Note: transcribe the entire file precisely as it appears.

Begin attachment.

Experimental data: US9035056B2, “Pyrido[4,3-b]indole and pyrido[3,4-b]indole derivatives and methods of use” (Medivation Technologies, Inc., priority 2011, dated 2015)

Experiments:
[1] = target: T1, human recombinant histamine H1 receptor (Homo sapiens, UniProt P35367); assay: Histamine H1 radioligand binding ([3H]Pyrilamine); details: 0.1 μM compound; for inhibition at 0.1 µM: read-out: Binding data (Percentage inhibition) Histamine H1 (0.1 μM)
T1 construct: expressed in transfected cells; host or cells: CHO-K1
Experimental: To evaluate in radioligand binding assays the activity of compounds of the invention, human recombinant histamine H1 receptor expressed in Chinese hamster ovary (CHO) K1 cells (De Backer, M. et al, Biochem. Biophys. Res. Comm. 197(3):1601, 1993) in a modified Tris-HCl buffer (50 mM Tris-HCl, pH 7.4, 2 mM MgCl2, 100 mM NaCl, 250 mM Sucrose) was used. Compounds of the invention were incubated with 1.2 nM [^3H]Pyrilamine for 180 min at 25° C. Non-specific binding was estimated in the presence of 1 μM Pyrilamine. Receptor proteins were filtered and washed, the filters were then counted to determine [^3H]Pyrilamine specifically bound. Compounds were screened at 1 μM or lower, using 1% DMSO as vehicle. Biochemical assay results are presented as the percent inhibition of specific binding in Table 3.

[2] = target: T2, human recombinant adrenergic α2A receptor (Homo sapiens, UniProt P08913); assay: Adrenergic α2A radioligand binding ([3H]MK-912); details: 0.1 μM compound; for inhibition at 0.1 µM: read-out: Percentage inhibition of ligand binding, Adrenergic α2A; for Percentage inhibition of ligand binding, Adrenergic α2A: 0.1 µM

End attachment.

Experimental data: US9035056B2, “Pyrido[4,3-b]indole and pyrido[3,4-b]indole derivatives and methods of use” (Medivation Technologies, Inc., priority 2011, dated 2015)

Experiments:
[1] = target: T1, human recombinant histamine H1 receptor (Homo sapiens, UniProt P35367); assay: Histamine H1 radioligand binding ([3H]Pyrilamine); details: 0.1 μM compound; for inhibition at 0.1 µM: read-out: Binding data (Percentage inhibition) Histamine H1 (0.1 μM)
T1 construct: expressed in transfected cells; host or cells: CHO-K1
Experimental: To evaluate in radioligand binding assays the activity of compounds of the invention, human recombinant histamine H1 receptor expressed in Chinese hamster ovary (CHO) K1 cells (De Backer, M. et al, Biochem. Biophys. Res. Comm. 197(3):1601, 1993) in a modified Tris-HCl buffer (50 mM Tris-HCl, pH 7.4, 2 mM MgCl2, 100 mM NaCl, 250 mM Sucrose) was used. Compounds of the invention were incubated with 1.2 nM [^3H]Pyrilamine for 180 min at 25° C. Non-specific binding was estimated in the presence of 1 μM Pyrilamine. Receptor proteins were filtered and washed, the filters were then counted to determine [^3H]Pyrilamine specifically bound. Compounds were screened at 1 μM or lower, using 1% DMSO as vehicle. Biochemical assay results are presented as the percent inhibition of specific binding in Table 3.

[2] = target: T2, human recombinant adrenergic α2A receptor (Homo sapiens, UniProt P08913); assay: Adrenergic α2A radioligand binding ([3H]MK-912); details: 0.1 μM compound; for inhibition at 0.1 µM: read-out: Percentage inhibition of ligand binding, Adrenergic α2A; for Percentage inhibition of ligand binding, Adrenergic α2A: 0.1 µM